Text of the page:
Eggs may be very good for you
Years ago the novelist Fay Weldon wrote a famous advertising slogan for eggs. It may now be revised again.
A study, funded by the British Egg Industry Council and released today, will be published in the June edition of the science journal Nutrition and Food Science. It analyzes 71 research papers and documents about eggs.
Despite worries about cholestrol, nutritionists are now saying that eggs are one of the most nutrient-dense foods and are suggesting we need one a day for optimum health.
Eggs are low in calories and a rich source of protein. They contain nutrients essential to good health, like vitamin D, vitamin B12, selenium and choline. They have the richest mix of essential amino acids of any other food.
Antioxidants in eggs could help prevent age-related macular degeneration, a leading cause of blindness, especially in the elderly.
Dietician, Dr Carrie Ruxton, said: “The health benefits of eggs would appear to be so great that it’s perhaps no exaggeration to call them a superfood — they are one of the most nutrient-dense foods available. Eggs are not only low in calories but are packed with nutrients that are essential to healthy living. They are an ideal food at every stage of life, as well as being easy to cook and enjoyable to eat.”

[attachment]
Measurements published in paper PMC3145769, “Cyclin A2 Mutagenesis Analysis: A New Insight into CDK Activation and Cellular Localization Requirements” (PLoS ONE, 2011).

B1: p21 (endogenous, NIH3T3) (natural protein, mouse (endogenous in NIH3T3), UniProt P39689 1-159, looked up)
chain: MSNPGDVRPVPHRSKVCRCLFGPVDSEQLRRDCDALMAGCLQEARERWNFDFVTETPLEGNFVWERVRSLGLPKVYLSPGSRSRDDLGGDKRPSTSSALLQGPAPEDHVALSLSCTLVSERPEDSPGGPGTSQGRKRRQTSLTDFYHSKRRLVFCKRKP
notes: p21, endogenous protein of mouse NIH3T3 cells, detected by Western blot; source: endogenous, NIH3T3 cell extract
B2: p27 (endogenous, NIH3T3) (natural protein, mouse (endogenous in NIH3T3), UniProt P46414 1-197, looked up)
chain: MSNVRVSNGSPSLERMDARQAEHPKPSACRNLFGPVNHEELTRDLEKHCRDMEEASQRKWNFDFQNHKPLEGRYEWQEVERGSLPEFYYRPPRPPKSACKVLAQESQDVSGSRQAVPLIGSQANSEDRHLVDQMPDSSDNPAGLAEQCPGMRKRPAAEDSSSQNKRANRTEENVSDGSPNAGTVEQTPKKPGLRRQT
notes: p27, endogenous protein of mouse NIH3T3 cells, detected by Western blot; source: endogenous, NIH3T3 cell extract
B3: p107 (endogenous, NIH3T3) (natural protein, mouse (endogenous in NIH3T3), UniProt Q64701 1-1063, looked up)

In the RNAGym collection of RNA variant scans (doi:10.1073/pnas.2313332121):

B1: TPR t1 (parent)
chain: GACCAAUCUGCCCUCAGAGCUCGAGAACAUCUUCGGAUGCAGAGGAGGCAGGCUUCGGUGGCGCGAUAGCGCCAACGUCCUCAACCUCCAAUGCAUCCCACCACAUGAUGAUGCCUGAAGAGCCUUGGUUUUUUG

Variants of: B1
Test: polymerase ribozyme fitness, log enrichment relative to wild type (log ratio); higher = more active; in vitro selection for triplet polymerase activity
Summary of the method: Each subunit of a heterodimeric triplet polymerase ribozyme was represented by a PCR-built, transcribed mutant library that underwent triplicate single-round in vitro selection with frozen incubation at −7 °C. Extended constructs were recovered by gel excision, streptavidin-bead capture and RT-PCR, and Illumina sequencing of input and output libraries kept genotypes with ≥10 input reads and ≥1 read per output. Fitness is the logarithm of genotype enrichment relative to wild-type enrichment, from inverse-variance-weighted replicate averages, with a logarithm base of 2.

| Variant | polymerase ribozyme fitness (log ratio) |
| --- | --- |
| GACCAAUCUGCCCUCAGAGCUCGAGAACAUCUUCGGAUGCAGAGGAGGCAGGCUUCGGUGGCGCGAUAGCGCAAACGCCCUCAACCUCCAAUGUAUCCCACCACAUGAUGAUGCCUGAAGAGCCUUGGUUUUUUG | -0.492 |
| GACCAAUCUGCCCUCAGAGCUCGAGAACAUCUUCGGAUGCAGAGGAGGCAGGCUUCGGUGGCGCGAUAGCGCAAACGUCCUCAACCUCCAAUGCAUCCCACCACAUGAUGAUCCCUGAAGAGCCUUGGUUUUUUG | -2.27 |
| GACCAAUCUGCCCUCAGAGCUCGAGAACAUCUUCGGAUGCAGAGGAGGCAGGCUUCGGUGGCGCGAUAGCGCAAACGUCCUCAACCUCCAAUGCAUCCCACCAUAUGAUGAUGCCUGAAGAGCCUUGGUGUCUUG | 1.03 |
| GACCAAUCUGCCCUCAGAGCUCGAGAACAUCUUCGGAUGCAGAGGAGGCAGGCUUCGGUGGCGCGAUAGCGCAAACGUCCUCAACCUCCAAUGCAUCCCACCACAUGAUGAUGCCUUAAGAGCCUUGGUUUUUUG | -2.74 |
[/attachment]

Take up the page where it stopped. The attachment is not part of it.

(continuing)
Eggs are an important dietary source of vitamin D. One egg provides more than 20 percent of the recommended daily allowance. Low levels of the vitamin have been linked with medical conditions, including poor bone health, cancer, heart disease, multiple sclerosis, immune disorders and mental health problems.
Dr Ruxton said, “There are clear nutritional benefits to eating eggs on a regular basis. Emerging evidence suggests that eggs may be beneficial for satiety, weight control and eye health. With previous limits on egg consumption lifted, most people would benefit from a return to the days of going to work on an egg.”